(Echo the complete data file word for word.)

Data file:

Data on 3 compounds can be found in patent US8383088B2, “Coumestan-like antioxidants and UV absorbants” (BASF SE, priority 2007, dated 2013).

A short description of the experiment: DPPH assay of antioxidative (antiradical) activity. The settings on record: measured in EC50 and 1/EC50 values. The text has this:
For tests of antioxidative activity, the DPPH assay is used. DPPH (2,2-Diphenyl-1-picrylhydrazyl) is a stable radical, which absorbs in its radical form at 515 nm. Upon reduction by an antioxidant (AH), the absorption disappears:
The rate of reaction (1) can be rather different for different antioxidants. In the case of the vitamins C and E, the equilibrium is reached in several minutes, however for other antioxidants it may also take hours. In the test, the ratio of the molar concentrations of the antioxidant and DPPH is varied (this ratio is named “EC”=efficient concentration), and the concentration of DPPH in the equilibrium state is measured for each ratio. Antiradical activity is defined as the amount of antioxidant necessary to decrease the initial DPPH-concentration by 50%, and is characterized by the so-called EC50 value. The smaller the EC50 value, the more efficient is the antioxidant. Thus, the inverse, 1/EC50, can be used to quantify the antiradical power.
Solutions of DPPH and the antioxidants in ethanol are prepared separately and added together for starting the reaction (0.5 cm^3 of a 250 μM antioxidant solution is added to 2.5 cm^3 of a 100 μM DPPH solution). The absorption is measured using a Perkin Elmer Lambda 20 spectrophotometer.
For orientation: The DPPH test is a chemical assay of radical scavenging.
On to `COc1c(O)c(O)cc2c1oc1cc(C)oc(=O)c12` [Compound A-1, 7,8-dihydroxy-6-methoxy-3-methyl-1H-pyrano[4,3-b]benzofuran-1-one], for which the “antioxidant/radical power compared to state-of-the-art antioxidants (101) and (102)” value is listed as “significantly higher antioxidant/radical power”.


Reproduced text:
Data on 3 compounds can be found in patent US8383088B2, “Coumestan-like antioxidants and UV absorbants” (BASF SE, priority 2007, dated 2013).

A short description of the experiment: DPPH assay of antioxidative (antiradical) activity. The settings on record: measured in EC50 and 1/EC50 values. The text has this:
For tests of antioxidative activity, the DPPH assay is used. DPPH (2,2-Diphenyl-1-picrylhydrazyl) is a stable radical, which absorbs in its radical form at 515 nm. Upon reduction by an antioxidant (AH), the absorption disappears:
The rate of reaction (1) can be rather different for different antioxidants. In the case of the vitamins C and E, the equilibrium is reached in several minutes, however for other antioxidants it may also take hours. In the test, the ratio of the molar concentrations of the antioxidant and DPPH is varied (this ratio is named “EC”=efficient concentration), and the concentration of DPPH in the equilibrium state is measured for each ratio. Antiradical activity is defined as the amount of antioxidant necessary to decrease the initial DPPH-concentration by 50%, and is characterized by the so-called EC50 value. The smaller the EC50 value, the more efficient is the antioxidant. Thus, the inverse, 1/EC50, can be used to quantify the antiradical power.
Solutions of DPPH and the antioxidants in ethanol are prepared separately and added together for starting the reaction (0.5 cm^3 of a 250 μM antioxidant solution is added to 2.5 cm^3 of a 100 μM DPPH solution). The absorption is measured using a Perkin Elmer Lambda 20 spectrophotometer.
For orientation: The DPPH test is a chemical assay of radical scavenging.
On to `COc1c(O)c(O)cc2c1oc1cc(C)oc(=O)c12` [Compound A-1, 7,8-dihydroxy-6-methoxy-3-methyl-1H-pyrano[4,3-b]benzofuran-1-one], for which the “antioxidant/radical power compared to state-of-the-art antioxidants (101) and (102)” value is listed as “significantly higher antioxidant/radical power”.